Diagnosis Code K85.10
Information for Medical Professionals
The diagnosis code K85.10 is grouped in the following Diagnostic Related Group(s) (MS-DRG V35.0)
- 438 - DISORDERS OF PANCREAS EXCEPT MALIGNANCY WITH MCC
- 439 - DISORDERS OF PANCREAS EXCEPT MALIGNANCY WITH CC
- 440 - DISORDERS OF PANCREAS EXCEPT MALIGNANCY WITHOUT CC/MCC
Convert to ICD-9
- 577.0 - Acute pancreatitis (Approximate Flag)
- Acute pancreatitis due to common bile duct calculus
- Calculus of common bile duct with acute pancreatitis
- Gallstone acute pancreatitis
- Gallstone pancreatitis
Index to Diseases and Injuries
References found for the code K85.10 in the Index to Diseases and Injuries:
- - Pancreatitis (annular) (apoplectic) (calcareous) (edematous) (hemorrhagic) (malignant) (recurrent) (subacute) (suppurative) - K85.90
This code replaces the following previously assigned ICD-10 code(s) listed below:
- K85.1 - Biliary acute pancreatitis
Information for Patients
The pancreas is a large gland behind the stomach and close to the first part of the small intestine. It secretes digestive juices into the small intestine through a tube called the pancreatic duct. The pancreas also releases the hormones insulin and glucagon into the bloodstream.
Pancreatitis is inflammation of the pancreas. It happens when digestive enzymes start digesting the pancreas itself. Pancreatitis can be acute or chronic. Either form is serious and can lead to complications.
Acute pancreatitis occurs suddenly and usually goes away in a few days with treatment. It is often caused by gallstones. Common symptoms are severe pain in the upper abdomen, nausea, and vomiting. Treatment is usually a few days in the hospital for intravenous (IV) fluids, antibiotics, and medicines to relieve pain.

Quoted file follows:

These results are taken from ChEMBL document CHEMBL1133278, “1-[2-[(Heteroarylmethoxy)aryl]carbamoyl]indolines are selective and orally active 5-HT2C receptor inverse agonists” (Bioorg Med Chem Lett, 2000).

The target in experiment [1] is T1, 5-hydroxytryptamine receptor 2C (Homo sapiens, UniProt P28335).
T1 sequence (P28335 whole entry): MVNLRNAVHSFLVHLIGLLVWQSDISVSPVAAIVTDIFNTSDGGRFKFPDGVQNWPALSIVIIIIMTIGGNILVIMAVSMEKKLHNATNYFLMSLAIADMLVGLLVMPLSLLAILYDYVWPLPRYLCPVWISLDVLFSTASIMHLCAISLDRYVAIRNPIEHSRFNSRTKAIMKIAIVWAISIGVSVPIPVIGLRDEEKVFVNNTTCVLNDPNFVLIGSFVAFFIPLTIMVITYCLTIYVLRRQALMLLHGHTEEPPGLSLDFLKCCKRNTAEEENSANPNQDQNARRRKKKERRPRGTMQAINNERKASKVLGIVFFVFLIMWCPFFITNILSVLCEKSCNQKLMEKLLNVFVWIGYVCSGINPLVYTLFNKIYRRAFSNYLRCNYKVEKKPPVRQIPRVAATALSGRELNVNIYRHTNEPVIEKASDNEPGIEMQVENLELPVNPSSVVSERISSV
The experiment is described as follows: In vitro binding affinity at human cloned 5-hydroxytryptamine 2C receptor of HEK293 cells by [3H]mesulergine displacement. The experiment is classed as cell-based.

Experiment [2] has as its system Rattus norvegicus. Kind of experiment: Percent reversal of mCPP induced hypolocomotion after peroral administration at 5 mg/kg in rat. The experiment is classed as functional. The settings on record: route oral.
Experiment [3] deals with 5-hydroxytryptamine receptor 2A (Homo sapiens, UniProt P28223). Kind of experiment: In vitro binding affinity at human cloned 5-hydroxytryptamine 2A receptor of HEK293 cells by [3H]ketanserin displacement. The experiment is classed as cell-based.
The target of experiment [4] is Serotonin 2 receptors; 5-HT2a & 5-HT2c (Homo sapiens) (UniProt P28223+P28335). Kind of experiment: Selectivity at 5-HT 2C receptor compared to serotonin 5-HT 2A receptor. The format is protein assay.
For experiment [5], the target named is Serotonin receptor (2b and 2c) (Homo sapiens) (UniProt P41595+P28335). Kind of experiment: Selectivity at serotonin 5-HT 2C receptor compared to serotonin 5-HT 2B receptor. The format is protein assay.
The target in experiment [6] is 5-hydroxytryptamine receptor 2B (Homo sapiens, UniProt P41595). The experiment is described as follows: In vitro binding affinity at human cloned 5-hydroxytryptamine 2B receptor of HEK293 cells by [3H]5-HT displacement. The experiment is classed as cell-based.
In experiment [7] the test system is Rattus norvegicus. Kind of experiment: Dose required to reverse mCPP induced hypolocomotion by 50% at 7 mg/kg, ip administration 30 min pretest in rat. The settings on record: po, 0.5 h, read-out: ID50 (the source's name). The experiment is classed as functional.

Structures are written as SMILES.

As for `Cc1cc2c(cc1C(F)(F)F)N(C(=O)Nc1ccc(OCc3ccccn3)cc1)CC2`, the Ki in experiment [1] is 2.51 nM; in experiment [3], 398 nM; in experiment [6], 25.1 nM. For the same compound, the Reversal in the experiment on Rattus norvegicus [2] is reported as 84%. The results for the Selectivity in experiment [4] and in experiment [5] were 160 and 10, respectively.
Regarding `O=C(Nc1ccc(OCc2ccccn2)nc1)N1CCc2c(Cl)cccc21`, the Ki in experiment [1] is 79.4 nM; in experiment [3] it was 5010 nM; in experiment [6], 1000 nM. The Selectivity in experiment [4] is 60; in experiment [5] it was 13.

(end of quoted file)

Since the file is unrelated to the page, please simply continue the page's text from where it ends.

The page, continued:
Chronic pancreatitis does not heal or improve. It gets worse over time and leads to permanent damage. The most common cause is heavy alcohol use. Other causes include cystic fibrosis and other inherited disorders, high levels of calcium or fats in the blood, some medicines, and autoimmune conditions. Symptoms include nausea, vomiting, weight loss, and oily stools. Treatment may also be a few days in the hospital for intravenous (IV) fluids, medicines to relieve pain, and nutritional support. After that, you may need to start taking enzymes and eat a special diet. It is also important to not smoke or drink alcohol.
NIH: National Institute of Diabetes and Digestive and Kidney Diseases
- Acute pancreatitis (Medical Encyclopedia)
- Amylase - blood (Medical Encyclopedia)
- Chronic pancreatitis (Medical Encyclopedia)
- ERCP (Medical Encyclopedia)
- Lipase test (Medical Encyclopedia)
- Pancreatitis - children (Medical Encyclopedia)
- Pancreatitis - discharge (Medical Encyclopedia)
General Equivalence Map Definitions
The ICD-10 and ICD-9 GEMs are used to facilitate linking between the diagnosis codes in ICD-9-CM and the new ICD-10-CM code set. The GEMs are the raw material from which providers, health information vendors and payers can derive specific applied mappings to meet their needs.
- Approximate Flag - The approximate flag is on, indicating that the relationship between the code in the source system and the code in the target system is an approximate equivalent.
- No Map Flag - The no map flag indicates that a code in the source system is not linked to any code in the target system.
- Combination Flag - The combination flag indicates that more than one code in the target system is required to satisfy the full equivalent meaning of a code in the source system.
Present on Admission
The Present on Admission (POA) indicator is used for diagnosis codes included in claims involving inpatient admissions to general acute care hospitals. POA indicators must be reported to CMS on each claim to facilitate the grouping of diagnoses codes into the proper Diagnostic Related Groups (DRG). CMS publishes a listing of specific diagnosis codes that are exempt from the POA reporting requirement.